Friday, June 24, 2016

Winnipeg Model Railroad Club mourns death of former member Dan Kirlin

This most recent picture of Dan Kirin was taken in 2015 at the S Scale Can-Am Social in Lowbanks, Ontario. Dan is in the second row, between the man in the white shirt and the man in the beige shirt. 

We just received news that former WMRC member Dan Kirlin passed away yesterday. He suffered a massive heart attack while he was mowing his lawn. He would've bee n60 years old in October. 

Mike Salfi, a friend of Dan's, reported on the CanModTrains chat group that Dan had been short of breath and had gone to the doctor. He was told that his heart was strong  but he had a defective valve, which was to be replaced later this summer. 

Dan was a very active member of the club in the late 80's and in the 90's. He was one of the few S gauge enthusiasts in the club. He and the late Al Meacham started an S gauge modular group which they displayed at several of the WMRC's open houses.  

While he lived in Winnipeg, he worked as a manager for a local Red Lobster restaurant. He also opened a hobby shop called Kirlin Scale Models in St. Boniface. Dan closed his shop and moved to southern Ontario, where he continued Kirlin Scale Models as a mail-order operation. Local model railroader and former WMRC member John Morris, operator of Morris Locomotive Works, was known to do business with him. 

Andy Malette, one of the members of the S Scale Can-Am group Dan belonged to, said, "Dan was always friendly with me and helped me when I first got into S scale. Dan was always full of ideas and projects. He was more involved in S scale in the 1980's and 1990's.  I saw some of his diesels which had won contests at an NASG convention in S Gaugian. Whenever I needed drawings and if Dan had them, I got copies just for the asking."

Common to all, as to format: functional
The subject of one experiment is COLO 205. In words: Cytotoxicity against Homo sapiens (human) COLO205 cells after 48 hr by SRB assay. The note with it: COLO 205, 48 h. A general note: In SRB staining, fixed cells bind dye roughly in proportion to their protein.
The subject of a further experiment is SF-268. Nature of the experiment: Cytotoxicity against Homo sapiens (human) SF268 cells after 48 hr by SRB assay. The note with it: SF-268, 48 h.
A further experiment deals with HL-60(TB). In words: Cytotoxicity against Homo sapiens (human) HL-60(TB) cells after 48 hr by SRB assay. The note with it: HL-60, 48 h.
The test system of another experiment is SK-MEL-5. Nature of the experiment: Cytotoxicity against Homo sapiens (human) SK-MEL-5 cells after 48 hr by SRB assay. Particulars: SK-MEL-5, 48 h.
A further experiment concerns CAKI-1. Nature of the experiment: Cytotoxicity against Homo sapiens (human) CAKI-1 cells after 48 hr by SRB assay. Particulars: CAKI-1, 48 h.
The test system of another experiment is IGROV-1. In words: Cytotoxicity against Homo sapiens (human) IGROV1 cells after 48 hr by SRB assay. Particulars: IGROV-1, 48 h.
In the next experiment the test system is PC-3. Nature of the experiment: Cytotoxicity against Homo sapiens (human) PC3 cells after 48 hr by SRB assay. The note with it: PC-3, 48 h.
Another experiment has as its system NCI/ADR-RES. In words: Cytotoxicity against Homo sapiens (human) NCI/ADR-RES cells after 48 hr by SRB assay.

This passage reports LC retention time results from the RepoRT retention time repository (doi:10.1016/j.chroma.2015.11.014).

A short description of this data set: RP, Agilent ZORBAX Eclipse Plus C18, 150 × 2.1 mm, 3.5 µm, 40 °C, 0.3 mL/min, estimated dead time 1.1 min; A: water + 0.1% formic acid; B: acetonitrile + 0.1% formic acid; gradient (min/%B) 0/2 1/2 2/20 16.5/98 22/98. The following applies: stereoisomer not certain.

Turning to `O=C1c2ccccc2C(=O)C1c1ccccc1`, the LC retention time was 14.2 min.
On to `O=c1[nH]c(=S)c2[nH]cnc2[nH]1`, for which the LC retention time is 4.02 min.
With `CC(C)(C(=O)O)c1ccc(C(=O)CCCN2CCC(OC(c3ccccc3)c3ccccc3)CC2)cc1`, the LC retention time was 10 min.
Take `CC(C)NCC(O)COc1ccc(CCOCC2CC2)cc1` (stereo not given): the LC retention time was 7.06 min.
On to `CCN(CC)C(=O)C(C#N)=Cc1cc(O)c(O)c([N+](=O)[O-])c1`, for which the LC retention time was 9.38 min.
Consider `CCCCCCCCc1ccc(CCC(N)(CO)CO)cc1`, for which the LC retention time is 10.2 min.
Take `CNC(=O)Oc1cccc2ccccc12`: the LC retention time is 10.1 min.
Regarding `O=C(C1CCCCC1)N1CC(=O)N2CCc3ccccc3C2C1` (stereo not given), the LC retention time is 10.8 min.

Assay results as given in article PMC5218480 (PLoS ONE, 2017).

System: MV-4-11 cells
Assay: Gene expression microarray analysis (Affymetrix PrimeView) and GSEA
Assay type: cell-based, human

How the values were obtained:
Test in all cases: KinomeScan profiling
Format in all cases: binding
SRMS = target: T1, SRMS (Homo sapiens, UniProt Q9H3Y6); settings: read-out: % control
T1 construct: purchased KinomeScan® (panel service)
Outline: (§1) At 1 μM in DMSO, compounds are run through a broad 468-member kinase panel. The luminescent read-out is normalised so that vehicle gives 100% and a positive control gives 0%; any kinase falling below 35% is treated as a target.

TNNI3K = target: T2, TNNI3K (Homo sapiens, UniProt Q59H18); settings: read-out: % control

It's been a sad year for Winnipeg's model railroad community. Former WMRC member Brian Schuff commented on his Facebook page that former WMRC President Ken Regula and Ken Martin, former owner of Ye Old Hobby Shop and Warehouse Hobbies, have also passed away recently. 

Funeral arrangement have been made at the Henry Walser Funeral Home, 507 Frederick Street, Kitchener, Ontario. Visitation hours are on Sunday, June 26 from 3:00 to 5:00 PM and from 7:00 to 9:00 PM. WMRC member Marcel Blair will be attending the funeral. The service will take place on Monday, June 27 at 4:00 PM. To view Dan's obituary, please click here. 

 Dan Krilin (left) is seen talking to Gerry Prystai during a WMRC meeting in the early 1990's in the CN veteran's room in the basement of the Via Rail station.  
Photo courtesy of Dave Downie. 

Dan Kirlin (center) is seen talking to John Morris at the same meeting. 
Photo courtesy of Dave Downie.

Monday, June 20, 2016

Winnipeg Model Railroad Club's T-shirt design seen on Miniatur Wunderland video

How cool is this? WMRC Vice-President Dave Downie was watching a recent video posted by Hamburg's Miniatur Wunderland, when all of the sudden someone wearing the club's t-shirt pops up!